Monday, July 13, 2009

Hepburn’s Elevator #901 and Me

Hepburn was my home for the first five years of my life.

As it was in 1942 it is still a small farming and bible college town located 40 kilometres northwest of Saskatoon. A rail line was constructed and was operating in 1909. After a local farmer named Rowitt Hepburn applied for a post office permit on his farm, Hepburn became a recognized village in 1919. Within ten years the town population reached 800 people. Located beside the rail line was Saskatchewan’s Grain Elevator No. 901, which was built in 1928. It served the grain farming community for decades until the great depression and the drought years of the thirties when the population dropped to less than 300. Today there are 500 residents. The rail line was shut down by the province in 1989 and subsequently most provincial elevators were torn down. Hepburn’s elevator No. 901 survived because of enthusiastic local plans to turn it into the Museum of Wheat.

At the age of three, a friend and I ventured where small children do not belong. We peddled our tricycles to the yawning open doors of the elevator, walked inside, found a large platform that moved up and down with the flip of a large brass handle fixed to the wall, and we took turns riding it until a large man confronted us. No doubt he was terrified that two children were so close to danger and he rapidly terrified us as he told us the perils of falling into a bin of grain. I have not set foot inside an elevator since that moment. I would love to visit Hepburn’s museum one day.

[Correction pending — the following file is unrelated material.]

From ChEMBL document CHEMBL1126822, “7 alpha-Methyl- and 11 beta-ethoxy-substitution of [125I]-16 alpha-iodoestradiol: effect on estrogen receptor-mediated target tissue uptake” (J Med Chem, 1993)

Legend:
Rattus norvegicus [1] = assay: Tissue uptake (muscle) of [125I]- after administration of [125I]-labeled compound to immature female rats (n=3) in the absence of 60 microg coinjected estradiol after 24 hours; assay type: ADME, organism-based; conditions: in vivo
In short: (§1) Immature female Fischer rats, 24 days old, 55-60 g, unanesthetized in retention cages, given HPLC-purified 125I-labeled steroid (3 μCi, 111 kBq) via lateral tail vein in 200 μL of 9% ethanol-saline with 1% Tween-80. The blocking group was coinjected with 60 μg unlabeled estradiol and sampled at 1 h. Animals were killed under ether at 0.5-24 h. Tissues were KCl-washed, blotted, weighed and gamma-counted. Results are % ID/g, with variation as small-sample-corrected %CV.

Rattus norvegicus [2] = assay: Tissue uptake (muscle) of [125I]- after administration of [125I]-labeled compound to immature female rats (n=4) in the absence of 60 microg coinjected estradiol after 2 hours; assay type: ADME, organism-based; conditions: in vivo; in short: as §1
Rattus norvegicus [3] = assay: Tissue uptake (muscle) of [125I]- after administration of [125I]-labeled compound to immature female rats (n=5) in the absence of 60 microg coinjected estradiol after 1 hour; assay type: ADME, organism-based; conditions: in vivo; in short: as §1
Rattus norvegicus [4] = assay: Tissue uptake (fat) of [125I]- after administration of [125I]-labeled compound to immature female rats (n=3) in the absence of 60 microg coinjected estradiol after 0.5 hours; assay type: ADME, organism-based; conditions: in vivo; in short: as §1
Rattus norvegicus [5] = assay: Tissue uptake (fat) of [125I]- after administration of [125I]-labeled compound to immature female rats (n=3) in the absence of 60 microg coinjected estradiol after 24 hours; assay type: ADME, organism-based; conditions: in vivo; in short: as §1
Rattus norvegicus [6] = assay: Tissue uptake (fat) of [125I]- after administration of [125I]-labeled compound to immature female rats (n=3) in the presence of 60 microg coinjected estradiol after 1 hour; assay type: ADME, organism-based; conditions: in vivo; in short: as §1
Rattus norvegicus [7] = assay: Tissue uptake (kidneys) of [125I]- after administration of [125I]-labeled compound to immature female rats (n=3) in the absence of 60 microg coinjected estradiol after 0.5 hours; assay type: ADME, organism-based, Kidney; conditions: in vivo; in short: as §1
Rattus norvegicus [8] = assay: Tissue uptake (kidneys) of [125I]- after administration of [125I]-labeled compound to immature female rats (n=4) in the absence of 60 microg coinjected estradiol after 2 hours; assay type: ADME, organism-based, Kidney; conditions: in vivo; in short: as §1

I have written and illustrated children’s stories based on my childhood experiences and in fact printed a simple copy as a Christmas gift for my grandchildren.The Wheat Museum Page

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